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Pigs in Focus: ranking evaluates animal welfare policies of the 9 largest pork producers in Brazil

pigs on a farm, pork, pig, animal

BRF and JBS tied with Pamplona for first place after announcing a crate-free system for new units; Frimesa received the lowest rating


March 13, 2024 – The second edition of the “Pigs in Focus: Brazilian Pig Industry Monitor” report was released this Wednesday (March 13) by the international NGO Sinergia Animal. The publication ranks Brazil’s nine largest pork producers and their animal welfare policies, analyzing the sector’s progress in ending practices that cause animal suffering.

Brazil is the fourth largest pork exporter in the world. In 2023, exports increased by 9% and reached 1.22 million tons (of the total 5 million tons of pork produced annually in Brazil). Mega brands Pamplona, BRF, JBS, Pif Paf, Alegra, Master, Aurora, Alibem, and Frimesa were evaluated. The report is based on their public commitments regarding the use of gestation crates for sows, the inappropriate use of antibiotics on healthy animals, and painful procedures carried out without anesthesia or analgesia—including surgical castration, tail docking, teeth clipping, and ear notching of piglets.


Seven of the nine analyzed companies presented changes to their policies. Among the main advances observed in this second edition are the commitments of BRF and JBS—the two largest pork producers in Brazil—to ban the continuous use of gestation crates in all of their units and to migrate to a crate-free system in new units by 2026.

In the previous edition of the report, only Pamplona had such a policy. As a result, the three companies tied for first place in this year’s ranking. “Now, Sinergia Animal is working so that companies adopt the crate-free system throughout their entire operations and not only in new units,” says Cristina Diniz, director of Sinergia Animal in Brazil.


“Gestation crates are a controversial practice, banned in the United Kingdom and several other countries for causing intense physical and psychological suffering to animals. This is an extreme form of confinement, where pregnant sows are kept isolated for weeks in a space little larger than their bodies—preventing these intelligent and social animals from walking or even turning around,” explains Diniz.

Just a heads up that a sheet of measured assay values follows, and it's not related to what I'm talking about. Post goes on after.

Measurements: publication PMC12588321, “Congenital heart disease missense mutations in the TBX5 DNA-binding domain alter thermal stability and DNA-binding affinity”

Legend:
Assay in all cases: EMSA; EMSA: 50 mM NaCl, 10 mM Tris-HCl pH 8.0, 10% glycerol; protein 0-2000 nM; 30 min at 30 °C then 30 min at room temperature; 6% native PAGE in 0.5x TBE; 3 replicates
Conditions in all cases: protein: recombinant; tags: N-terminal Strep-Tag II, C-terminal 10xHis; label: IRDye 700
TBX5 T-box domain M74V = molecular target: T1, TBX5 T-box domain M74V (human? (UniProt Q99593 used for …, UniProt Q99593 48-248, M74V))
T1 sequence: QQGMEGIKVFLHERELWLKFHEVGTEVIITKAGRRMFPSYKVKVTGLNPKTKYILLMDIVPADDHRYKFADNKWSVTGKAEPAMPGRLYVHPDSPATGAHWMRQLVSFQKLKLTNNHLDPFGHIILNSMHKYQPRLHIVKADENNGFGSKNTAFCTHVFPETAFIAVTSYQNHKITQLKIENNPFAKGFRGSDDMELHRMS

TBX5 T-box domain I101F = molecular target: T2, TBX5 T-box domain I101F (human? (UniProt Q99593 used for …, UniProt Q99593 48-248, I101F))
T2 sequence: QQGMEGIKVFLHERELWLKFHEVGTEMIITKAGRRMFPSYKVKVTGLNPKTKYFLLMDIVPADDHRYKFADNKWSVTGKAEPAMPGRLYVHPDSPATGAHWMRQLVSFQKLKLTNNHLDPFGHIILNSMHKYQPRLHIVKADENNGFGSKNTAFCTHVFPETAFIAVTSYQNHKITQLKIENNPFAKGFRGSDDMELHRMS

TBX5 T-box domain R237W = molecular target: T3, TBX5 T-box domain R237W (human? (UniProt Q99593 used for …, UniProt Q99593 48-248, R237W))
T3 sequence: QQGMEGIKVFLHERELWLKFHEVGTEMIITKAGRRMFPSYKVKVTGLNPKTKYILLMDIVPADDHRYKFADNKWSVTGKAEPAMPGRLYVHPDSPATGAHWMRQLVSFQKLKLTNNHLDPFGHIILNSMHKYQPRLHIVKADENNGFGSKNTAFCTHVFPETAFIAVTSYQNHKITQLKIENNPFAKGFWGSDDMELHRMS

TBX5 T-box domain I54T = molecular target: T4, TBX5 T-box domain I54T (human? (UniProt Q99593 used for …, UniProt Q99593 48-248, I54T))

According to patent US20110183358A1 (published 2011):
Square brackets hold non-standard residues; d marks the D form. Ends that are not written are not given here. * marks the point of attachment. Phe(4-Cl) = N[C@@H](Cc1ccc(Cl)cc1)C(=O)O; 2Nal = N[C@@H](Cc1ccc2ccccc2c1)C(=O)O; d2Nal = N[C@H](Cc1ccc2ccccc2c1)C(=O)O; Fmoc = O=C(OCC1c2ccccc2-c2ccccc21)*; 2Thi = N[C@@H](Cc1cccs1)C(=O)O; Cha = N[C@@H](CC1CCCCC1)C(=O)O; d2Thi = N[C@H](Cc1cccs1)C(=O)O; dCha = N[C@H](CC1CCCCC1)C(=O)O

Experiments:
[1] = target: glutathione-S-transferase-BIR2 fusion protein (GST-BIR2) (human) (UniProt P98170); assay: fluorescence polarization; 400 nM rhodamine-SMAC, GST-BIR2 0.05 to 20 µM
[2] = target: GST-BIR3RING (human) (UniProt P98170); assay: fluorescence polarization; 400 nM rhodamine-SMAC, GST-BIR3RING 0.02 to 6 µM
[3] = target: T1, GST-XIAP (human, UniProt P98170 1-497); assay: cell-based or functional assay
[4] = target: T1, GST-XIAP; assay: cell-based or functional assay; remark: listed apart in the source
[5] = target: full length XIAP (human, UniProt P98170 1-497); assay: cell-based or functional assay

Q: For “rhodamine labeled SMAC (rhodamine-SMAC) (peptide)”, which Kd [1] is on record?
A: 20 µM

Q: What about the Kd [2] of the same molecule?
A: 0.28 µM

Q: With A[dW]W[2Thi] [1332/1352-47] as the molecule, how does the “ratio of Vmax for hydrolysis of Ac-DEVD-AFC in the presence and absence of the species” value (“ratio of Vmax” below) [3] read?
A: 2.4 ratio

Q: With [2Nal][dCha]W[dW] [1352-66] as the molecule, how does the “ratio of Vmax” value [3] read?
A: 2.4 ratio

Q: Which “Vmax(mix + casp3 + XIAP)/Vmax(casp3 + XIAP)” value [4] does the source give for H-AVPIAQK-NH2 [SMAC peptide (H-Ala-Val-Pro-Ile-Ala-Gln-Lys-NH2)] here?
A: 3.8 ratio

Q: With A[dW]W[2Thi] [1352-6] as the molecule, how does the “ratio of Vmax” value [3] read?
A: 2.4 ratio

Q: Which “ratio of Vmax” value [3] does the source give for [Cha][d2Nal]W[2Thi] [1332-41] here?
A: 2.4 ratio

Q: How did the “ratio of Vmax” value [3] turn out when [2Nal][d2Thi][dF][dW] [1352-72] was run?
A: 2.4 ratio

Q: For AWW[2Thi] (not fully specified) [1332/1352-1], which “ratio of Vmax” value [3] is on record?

In 2021, a study by the Datafolha Institute and the animal protection organization Fórum Animal revealed that 88% of Brazilian consumers care about animal welfare in food production.


Use of antibiotics and painful procedures

Another practice highlighted by the Pigs in Focus report is tail docking, about which all nine companies remain silent. The procedure is performed indiscriminately on millions of piglets in Brazil without anesthesia or analgesia. The inappropriate use of antibiotics is also widespread, and only Master has committed to banning such practice.


“This is a problem that not only affects animals but also threatens human health. According to the World Health Organization (WHO), the use of antibiotics in healthy animals in livestock farming is one of the main causes of antimicrobial resistance, which could lead to 10 million human deaths per year by 2050. We hope that the pig farming sector recognizes the urgency of the problem and moves forward with policies in 2024 to prohibit the misuse of antibiotics,” says Diniz.

Highlights of the Pigs in Focus report include:

  • In 2023, BRF, JBS, and Pamplona tied in first place. However, none of the companies scored high enough to be classified in the “A” category.

  • To date, no Brazilian company has committed to completely banning gestation crates and adopting a crate-free system in all units.


  • In 2023, BRF and JBS—the first and second largest pork producers in Brazil, respectively—committed to migrating to a crate-free system in new units by 2026.


  • Frimesa, the fourth largest pork producer in Brazil, is last in the ranking and has not yet commented about adopting a crate-free system, banning painful procedures, or banning the inappropriate use of antibiotics.


  • Master is the only company that has no commitment regarding gestation crates.


  • After negotiations with Sinergia Animal and other animal welfare organizations, Alibem committed to adopting group housing by 2031. This will impact the lives of more than 70,000 female pigs and move the company up to category D in the ranking.


“With the second edition of Pigs in Focus, Sinergia Animal reinforces its purpose of promoting advances in pig welfare, working to end the worst practices in industrial farming, and encouraging transparency in the sector’s production chain,” concludes Diniz.


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